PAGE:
The Various Types of Video Games and Their Subgenres

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Higinbotham, who worked at the laboratory, wanted to provide visitors a participatory experience; in an interview years later, he said, “… liven up the area.” To create a game that people can play and that sends the message that our scientific activities are important to society.”

Tennis for Two was played on an oscilloscope, and the five-inch screen only displayed faint blue lines that appeared similar to PONG. Visitors waited in line to play, and Higinbotham’s experiment quickly became the lab’s most popular display.

The types of games programmers could build in the early days were limited by computer processing capability. In today’s world, technology enables game developers to build everything they can imagine. To that end, new game categories and genres have been developed in recent years to accommodate games that fall outside the established game classifications.

Action Video Games

Action games are games in which the player is in charge of and at the centre of the action, which is primarily made up of physical tasks that the player must conquer. Most early video games, such as Donkey Kong and Galaga, are action games.

Because action games are relatively simple to pick up and play, they are still the most popular video games, according to most accounts.

Subgenres of action films include:

Platformer

Platformer games acquire their name from the fact that the game’s protagonist interacts with platforms throughout the game (typically by running, jumping, or falling). Platform games come in a variety of forms; Super Mario Bros. is probably the most well-known, while Donkey Kong was one of the first.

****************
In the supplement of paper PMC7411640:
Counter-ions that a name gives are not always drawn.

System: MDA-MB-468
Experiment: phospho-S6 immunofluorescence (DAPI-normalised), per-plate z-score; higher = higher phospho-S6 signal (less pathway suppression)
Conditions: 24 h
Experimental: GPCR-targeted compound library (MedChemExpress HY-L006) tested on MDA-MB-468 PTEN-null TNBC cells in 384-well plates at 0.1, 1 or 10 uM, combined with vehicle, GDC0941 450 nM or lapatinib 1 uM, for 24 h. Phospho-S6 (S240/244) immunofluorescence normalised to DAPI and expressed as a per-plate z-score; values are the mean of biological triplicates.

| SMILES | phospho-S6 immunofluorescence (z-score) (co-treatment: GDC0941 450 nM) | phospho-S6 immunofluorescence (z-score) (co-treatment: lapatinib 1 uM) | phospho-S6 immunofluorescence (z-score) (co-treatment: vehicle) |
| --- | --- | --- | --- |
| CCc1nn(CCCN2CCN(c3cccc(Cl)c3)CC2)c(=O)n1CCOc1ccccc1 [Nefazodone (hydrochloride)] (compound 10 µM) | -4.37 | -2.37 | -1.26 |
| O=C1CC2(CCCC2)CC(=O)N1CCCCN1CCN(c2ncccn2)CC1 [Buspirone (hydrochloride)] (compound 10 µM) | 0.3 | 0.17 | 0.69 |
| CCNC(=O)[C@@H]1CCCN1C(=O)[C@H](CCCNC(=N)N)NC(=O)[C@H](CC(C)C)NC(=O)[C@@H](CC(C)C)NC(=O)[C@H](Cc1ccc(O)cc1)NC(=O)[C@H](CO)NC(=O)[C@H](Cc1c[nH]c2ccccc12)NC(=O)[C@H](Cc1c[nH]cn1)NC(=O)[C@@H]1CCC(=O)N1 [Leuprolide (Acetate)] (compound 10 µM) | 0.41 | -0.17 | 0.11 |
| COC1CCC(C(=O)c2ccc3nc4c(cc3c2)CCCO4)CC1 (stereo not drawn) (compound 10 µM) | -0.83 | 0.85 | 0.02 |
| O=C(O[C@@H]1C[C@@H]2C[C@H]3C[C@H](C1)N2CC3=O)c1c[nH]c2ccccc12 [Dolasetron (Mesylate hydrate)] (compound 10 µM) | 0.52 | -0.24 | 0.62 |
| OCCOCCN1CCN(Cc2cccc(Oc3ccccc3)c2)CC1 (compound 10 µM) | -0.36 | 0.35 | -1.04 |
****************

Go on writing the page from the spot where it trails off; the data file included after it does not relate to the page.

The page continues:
Shooter

Shooters allow players to participate in combat using weapons, with the purpose of eliminating adversaries or rival players.

Shooters are classified according to the player’s point of view:

First-person shooters (FPS) are video games that are played from the perspective of the main character; examples include Call of Duty, Half-Life, and Halo.

The action in third-person shooters like Fortnite and Splatoon takes place from a viewpoint that allows the user to observe the main character from slightly above and behind.

Galaga, Space Invaders, and Raiden V: Director’s Cut are examples of top-down shooters that provide a complete overhead experience. Top-down shooters are typically based on sets of lives, with players reaching a “game over” when that stash of lives runs out. Whereas third-person shooters may display health bars or metres that get worse or better depending on the character’s health or condition, top-down shooters are typically based on sets of lives, with players reaching a “game over” when that stash of lives runs out.

Fighting

Fighting games such as Mortal Kombat and Street Fighter II emphasis on combat, which is almost always hand-to-hand. Most fighting games include a cast of characters to choose from, each with their own specific abilities or fighting style. In most classic fighting games, players fight their way to the top by facing increasingly difficult opponents.

Chun-Li, one of the first playable female characters in video games, debuted in Street Fighter II. (In the 1985 Taito arcade game Typhoon Gal, the first playable human female video game character was discovered.)

Defeat them.

Players in beat-em-up games, commonly known as brawlers, battle waves upon waves of enemies rather than a single opponent. One of the first beat-em-ups was Double Dragon, whereas God of War, Castle Crashers, and Bayonetta are more modern examples.

Stealth

While other action or combat games, such as Dishonored, may help players achieve their goals, stealth games mainly encourage players to engage in the action surreptitiously. Metal Gear has made a name for itself in this subgenre.